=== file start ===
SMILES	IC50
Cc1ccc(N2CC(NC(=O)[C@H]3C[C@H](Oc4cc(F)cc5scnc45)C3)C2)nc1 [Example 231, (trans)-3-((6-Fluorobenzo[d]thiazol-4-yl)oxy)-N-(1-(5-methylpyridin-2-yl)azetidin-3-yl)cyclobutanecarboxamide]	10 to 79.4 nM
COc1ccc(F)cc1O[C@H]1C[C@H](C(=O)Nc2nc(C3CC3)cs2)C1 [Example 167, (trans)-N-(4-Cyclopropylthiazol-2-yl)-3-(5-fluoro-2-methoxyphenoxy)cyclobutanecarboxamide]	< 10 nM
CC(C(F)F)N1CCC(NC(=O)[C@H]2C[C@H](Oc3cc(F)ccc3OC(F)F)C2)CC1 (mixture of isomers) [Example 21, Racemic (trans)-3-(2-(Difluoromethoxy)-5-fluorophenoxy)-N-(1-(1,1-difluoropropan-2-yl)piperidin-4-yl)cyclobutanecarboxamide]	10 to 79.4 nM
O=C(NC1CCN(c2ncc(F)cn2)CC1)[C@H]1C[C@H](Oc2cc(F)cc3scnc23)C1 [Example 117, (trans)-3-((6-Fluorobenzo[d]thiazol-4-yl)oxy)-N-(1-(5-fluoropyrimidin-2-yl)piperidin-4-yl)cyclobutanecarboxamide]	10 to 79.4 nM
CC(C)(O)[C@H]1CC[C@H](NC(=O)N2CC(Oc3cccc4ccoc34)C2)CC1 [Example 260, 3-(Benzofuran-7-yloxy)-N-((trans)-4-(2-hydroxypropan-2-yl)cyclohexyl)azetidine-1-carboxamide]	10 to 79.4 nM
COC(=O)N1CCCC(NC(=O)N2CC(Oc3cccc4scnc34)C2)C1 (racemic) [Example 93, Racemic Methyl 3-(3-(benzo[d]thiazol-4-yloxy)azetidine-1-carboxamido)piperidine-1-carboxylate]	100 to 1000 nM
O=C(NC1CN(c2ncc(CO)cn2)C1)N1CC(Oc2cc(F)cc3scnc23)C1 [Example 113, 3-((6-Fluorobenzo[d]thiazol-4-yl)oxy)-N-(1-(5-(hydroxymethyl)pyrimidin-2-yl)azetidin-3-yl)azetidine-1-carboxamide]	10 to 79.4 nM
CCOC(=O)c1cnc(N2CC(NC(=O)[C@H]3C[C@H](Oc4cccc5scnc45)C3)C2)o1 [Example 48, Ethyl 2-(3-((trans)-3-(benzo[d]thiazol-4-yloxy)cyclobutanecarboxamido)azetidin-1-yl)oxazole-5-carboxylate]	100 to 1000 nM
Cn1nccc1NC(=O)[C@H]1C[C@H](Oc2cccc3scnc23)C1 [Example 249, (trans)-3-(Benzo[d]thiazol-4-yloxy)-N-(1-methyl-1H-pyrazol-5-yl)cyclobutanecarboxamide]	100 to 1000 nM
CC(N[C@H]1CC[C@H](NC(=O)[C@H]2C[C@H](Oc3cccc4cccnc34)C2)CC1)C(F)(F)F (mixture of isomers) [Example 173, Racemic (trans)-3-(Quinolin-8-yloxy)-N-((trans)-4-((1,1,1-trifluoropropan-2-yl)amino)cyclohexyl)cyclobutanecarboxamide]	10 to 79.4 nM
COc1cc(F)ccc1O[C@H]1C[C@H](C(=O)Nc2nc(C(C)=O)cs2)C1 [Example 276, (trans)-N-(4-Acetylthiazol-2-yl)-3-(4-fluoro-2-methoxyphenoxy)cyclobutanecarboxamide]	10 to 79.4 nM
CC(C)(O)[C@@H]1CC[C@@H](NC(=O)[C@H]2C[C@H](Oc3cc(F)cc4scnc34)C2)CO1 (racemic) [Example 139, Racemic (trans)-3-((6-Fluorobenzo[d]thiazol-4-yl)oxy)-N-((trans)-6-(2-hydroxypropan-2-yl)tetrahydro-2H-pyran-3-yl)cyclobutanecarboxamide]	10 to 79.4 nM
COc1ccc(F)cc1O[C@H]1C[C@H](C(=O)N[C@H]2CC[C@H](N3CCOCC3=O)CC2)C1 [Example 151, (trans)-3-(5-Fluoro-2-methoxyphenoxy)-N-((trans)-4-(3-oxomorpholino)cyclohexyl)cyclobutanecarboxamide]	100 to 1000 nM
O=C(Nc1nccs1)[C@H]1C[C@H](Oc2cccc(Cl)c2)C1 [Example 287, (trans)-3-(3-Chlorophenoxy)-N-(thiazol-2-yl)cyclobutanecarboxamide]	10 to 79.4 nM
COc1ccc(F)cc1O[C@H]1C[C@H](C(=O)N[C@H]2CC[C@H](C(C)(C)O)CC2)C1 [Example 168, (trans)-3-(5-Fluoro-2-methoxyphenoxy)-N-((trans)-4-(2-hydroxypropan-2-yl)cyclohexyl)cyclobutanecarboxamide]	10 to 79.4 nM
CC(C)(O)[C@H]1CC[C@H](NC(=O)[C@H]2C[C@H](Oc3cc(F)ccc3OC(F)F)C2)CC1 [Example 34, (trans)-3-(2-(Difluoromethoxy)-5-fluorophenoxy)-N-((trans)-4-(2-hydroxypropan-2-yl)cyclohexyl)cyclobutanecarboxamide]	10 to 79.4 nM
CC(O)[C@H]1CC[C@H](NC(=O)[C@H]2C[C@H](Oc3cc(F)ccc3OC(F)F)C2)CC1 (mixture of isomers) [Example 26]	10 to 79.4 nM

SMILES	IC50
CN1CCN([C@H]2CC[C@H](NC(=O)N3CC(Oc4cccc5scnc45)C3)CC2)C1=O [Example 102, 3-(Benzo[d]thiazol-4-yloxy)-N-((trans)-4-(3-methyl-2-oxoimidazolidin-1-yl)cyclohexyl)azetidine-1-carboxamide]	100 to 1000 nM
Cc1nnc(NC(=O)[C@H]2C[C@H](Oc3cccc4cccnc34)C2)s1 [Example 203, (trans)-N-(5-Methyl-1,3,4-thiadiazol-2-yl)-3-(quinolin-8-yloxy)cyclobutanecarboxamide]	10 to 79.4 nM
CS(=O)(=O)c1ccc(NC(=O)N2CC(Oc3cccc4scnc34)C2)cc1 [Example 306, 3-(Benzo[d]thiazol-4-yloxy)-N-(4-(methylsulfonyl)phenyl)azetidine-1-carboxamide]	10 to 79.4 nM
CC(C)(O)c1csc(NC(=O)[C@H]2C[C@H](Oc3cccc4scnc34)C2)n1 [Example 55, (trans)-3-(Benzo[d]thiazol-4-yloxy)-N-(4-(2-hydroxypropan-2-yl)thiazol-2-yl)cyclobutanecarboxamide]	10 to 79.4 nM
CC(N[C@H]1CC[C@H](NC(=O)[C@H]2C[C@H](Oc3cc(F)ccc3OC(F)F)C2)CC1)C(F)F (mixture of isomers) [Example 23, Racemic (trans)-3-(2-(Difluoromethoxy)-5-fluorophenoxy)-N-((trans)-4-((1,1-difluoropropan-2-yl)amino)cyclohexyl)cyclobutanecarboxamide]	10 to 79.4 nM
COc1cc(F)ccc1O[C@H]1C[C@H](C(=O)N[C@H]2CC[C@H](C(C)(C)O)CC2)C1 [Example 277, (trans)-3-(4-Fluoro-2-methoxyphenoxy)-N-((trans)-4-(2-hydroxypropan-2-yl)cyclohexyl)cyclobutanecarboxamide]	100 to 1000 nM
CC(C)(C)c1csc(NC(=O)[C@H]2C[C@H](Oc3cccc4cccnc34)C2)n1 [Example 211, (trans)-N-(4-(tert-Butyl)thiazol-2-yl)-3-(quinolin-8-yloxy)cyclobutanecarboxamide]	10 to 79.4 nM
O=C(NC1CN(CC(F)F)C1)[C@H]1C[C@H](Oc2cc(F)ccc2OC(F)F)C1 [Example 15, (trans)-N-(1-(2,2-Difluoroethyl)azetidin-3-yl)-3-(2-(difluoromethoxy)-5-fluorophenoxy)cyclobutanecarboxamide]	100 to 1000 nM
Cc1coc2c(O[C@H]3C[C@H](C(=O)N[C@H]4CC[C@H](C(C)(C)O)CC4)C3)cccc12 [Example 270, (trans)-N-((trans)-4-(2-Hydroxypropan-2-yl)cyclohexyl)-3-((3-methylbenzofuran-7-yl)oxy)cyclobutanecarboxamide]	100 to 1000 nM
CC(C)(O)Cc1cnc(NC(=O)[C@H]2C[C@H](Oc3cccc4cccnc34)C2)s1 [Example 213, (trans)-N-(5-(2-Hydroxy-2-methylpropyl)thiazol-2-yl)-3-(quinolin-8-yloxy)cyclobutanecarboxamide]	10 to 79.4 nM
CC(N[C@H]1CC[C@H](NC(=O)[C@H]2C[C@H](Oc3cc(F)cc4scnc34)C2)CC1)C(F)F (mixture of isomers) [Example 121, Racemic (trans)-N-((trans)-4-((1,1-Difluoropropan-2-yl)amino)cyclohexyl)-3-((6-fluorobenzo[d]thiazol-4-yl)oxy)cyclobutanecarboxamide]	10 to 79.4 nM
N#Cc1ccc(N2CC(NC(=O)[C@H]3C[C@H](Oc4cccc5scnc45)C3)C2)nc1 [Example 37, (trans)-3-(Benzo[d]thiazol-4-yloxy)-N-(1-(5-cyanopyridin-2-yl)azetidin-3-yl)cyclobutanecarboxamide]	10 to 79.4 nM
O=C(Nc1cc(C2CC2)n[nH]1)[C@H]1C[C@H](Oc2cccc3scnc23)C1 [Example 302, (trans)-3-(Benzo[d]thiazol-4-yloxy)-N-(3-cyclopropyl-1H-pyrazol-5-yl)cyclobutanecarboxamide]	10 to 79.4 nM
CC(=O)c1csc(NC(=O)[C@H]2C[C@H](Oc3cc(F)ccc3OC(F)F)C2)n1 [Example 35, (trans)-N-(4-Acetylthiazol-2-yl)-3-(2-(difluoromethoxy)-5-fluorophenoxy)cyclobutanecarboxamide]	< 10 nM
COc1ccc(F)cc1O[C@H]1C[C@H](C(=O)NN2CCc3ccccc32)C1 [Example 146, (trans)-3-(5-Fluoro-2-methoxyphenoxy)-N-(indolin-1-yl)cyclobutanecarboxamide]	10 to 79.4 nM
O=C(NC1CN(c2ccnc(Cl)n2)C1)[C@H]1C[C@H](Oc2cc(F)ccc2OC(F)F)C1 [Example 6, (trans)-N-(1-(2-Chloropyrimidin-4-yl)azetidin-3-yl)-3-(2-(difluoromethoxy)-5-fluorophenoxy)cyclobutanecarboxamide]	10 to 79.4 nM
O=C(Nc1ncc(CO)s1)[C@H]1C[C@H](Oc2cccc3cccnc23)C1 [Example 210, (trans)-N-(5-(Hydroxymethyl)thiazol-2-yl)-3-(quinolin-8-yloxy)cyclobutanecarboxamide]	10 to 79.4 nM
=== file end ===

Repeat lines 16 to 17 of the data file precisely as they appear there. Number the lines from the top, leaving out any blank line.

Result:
COc1ccc(F)cc1O[C@H]1C[C@H](C(=O)N[C@H]2CC[C@H](C(C)(C)O)CC2)C1 [Example 168, (trans)-3-(5-Fluoro-2-methoxyphenoxy)-N-((trans)-4-(2-hydroxypropan-2-yl)cyclohexyl)cyclobutanecarboxamide]	10 to 79.4 nM
CC(C)(O)[C@H]1CC[C@H](NC(=O)[C@H]2C[C@H](Oc3cc(F)ccc3OC(F)F)C2)CC1 [Example 34, (trans)-3-(2-(Difluoromethoxy)-5-fluorophenoxy)-N-((trans)-4-(2-hydroxypropan-2-yl)cyclohexyl)cyclobutanecarboxamide]	10 to 79.4 nM